More than just scores and fixtures – which are included, of course – users can drill down to get in-depth information about teams and players, check out and create leaderboards, watch HD video clips and more. And if you’ve got one of Samsung’s 2014 edition TVs, the app will soon be available there too, so you can overlay the information during live games on the big screen.
For non-football fans, there’s a range of ‘Galaxy Gifts’ – which are either trial versions popular apps (like six months free premium subscription to Pocket or The New York Times, among others) or free game downloads and in-game content.
Also nestled under the Galaxy Gifts banner is Kindle for Samsung, which the company says will deliver a Tab S-optimized free book via Samsung Book Deals each month.
Given that the focus of the device is movies and TV, it’s nice to see it’s one of the few Android tablets to support HD Netflix streaming, too.
As well as the new options, Samsung’s retained some of its more popular existing features from previous smartphones and tablets too, like side-by-side multi-tasking and its SideSync feature, which allows you to use your tablet as a bridge to send and receive calls and messages when you’re not physically with your Galaxy smartphone. Non-Samsung smartphones are out of luck, though.
There’s also the previously seen multi-user mode – so you can have separate profiles set up on the device – and Kids Mode, which keeps your content and services safely away from younger users. Handily, each of these three modes can be tied to the fingerprint scanner buried in the Home button, so the correct profile is easily accessible by each user.
Alongside the new devices, Samsung also launched new covers for the tablets, which act as multi-angle stands, allowing for placement in one of three positions.
Rather than using magnets to attach to the device, which Samsung says can result in scratches, the Tab S uses a small plastic hook on the case itself to lock onto two anchor points on the rear of the tablet. Pricing for the cases hasn’t yet been announced.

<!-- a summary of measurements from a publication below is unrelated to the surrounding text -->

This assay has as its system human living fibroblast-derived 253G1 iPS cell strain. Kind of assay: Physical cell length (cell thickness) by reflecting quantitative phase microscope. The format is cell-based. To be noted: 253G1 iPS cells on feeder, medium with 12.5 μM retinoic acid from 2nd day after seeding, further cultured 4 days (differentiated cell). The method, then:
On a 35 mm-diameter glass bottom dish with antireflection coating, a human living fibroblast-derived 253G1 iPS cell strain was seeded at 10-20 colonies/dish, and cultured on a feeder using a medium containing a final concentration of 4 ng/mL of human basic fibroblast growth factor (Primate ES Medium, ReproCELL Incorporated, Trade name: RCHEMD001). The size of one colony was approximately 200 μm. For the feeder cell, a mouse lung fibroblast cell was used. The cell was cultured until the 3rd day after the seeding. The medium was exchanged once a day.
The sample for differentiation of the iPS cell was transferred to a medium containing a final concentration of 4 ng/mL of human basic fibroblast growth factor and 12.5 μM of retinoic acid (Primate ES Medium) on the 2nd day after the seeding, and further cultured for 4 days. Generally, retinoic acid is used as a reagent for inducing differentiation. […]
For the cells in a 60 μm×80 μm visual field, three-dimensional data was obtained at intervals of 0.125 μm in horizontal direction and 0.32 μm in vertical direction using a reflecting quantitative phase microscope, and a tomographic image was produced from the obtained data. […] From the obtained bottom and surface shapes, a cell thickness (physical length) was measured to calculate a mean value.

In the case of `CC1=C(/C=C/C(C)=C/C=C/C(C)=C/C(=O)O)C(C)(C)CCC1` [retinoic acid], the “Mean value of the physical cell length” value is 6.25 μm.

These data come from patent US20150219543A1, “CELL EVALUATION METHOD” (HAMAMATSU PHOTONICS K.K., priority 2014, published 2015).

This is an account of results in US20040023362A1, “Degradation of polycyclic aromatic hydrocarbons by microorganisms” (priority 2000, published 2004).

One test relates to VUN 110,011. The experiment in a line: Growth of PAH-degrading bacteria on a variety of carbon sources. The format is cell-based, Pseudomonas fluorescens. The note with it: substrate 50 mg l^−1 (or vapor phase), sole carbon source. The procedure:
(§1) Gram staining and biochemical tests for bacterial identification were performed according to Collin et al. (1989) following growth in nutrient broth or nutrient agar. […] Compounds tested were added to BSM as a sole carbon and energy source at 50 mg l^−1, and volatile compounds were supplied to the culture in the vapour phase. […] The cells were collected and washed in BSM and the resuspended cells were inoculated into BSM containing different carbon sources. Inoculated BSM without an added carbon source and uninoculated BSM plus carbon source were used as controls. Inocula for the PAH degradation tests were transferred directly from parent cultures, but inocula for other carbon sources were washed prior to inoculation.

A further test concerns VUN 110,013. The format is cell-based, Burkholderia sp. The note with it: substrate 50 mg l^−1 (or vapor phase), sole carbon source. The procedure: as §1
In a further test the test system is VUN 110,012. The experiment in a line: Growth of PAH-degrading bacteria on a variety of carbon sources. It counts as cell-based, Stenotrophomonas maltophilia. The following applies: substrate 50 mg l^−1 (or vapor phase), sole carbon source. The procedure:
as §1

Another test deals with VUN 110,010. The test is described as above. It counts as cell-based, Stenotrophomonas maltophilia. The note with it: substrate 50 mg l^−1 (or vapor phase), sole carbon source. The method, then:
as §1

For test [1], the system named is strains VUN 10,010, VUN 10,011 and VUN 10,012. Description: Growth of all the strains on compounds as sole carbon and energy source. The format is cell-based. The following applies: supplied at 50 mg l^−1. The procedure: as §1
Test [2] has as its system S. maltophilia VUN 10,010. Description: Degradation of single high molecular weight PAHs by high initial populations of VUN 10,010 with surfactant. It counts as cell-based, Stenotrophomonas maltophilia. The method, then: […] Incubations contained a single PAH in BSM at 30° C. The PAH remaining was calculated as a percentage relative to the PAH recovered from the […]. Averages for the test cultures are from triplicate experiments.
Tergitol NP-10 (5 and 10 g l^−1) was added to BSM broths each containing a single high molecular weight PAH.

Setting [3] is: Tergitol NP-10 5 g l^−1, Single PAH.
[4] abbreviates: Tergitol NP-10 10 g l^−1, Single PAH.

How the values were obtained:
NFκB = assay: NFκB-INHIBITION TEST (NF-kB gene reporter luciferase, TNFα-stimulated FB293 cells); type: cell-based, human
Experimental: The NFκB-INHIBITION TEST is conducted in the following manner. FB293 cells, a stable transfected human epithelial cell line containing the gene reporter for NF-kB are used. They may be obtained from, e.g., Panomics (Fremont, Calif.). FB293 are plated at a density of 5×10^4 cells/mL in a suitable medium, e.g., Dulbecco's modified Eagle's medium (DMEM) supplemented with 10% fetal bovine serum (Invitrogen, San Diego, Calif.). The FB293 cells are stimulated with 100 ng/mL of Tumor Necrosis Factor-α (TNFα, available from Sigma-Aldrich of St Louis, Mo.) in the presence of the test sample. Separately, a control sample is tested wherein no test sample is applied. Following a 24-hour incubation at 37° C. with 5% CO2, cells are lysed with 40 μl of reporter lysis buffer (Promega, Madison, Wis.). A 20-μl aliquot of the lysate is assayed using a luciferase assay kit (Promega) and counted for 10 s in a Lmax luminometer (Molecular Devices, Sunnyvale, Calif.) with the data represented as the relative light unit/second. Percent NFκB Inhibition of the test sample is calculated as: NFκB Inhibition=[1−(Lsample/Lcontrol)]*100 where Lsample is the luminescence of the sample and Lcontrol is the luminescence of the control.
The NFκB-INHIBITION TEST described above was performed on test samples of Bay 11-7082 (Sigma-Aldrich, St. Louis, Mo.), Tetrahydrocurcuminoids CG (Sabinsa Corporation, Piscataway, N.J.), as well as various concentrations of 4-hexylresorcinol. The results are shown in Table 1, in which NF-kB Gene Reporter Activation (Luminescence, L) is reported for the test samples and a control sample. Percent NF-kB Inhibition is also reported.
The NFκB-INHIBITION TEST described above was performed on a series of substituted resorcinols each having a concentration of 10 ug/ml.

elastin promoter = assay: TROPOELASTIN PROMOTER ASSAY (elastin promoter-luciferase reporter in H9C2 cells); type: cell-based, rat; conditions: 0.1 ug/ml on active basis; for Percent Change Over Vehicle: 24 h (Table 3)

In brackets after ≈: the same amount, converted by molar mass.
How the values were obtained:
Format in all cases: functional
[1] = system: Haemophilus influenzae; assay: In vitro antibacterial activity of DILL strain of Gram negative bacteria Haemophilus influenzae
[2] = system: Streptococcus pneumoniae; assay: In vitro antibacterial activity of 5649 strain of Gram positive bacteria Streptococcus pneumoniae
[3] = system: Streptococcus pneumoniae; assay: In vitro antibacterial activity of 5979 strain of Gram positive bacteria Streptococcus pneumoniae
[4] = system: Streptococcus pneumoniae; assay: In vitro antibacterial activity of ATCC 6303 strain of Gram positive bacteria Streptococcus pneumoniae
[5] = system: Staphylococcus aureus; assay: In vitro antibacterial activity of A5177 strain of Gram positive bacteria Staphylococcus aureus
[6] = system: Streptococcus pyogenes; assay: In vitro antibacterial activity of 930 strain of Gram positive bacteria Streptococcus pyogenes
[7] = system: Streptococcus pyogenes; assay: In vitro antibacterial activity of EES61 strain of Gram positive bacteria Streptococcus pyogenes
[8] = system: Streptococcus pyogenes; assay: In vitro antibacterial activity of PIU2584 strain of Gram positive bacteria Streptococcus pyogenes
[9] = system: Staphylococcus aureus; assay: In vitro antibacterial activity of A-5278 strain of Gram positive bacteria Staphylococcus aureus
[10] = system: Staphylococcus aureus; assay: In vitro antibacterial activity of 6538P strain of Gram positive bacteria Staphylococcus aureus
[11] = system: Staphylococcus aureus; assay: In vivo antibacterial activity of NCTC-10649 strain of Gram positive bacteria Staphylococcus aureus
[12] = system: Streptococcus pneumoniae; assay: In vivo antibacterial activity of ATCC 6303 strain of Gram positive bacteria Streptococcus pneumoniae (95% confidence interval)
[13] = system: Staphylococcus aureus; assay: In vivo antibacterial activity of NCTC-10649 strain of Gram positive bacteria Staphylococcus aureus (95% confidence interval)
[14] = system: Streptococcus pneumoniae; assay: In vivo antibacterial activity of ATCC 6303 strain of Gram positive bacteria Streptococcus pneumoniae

Both devices will be available beginning July 4 in Europe, with the 8.4-inch WiFi-only model priced at €399/£349 and the 10.5-inch version €499/£449. A Samsung spokesperson said the WiFi + mobile data models will cost around €100 more than these WiFi-only versions.
Samsung is clearly going after the consumer market with these tablets and while our first impressions are positive – particularly when it comes to that display – there’s some overlap (and therefore potential confusion for buyers) between Samsung’s own devices, let alone competitors’.
Will the average person really know the difference and relative merits between the Galaxy Tab Pro 8.4 /Tab Pro 10.1 announced in February and the Tab S 8.4 and Tab S 10.5 launched today? They also cost about the same amount, which doesn’t help things much.
Nonetheless, if potential buyers can successfully navigate Samsung’s extensive ranges and are considering something other than an iPad – like it or not, it’s the default for many people – on the surface of it the Tab S models are true competitors in almost every way. They’re thinner, lighter, well-specced and around the same price as the comparable Apple tablets. And if Samsung can win that particular battle, that’s a significant percentage of the tablet market right there.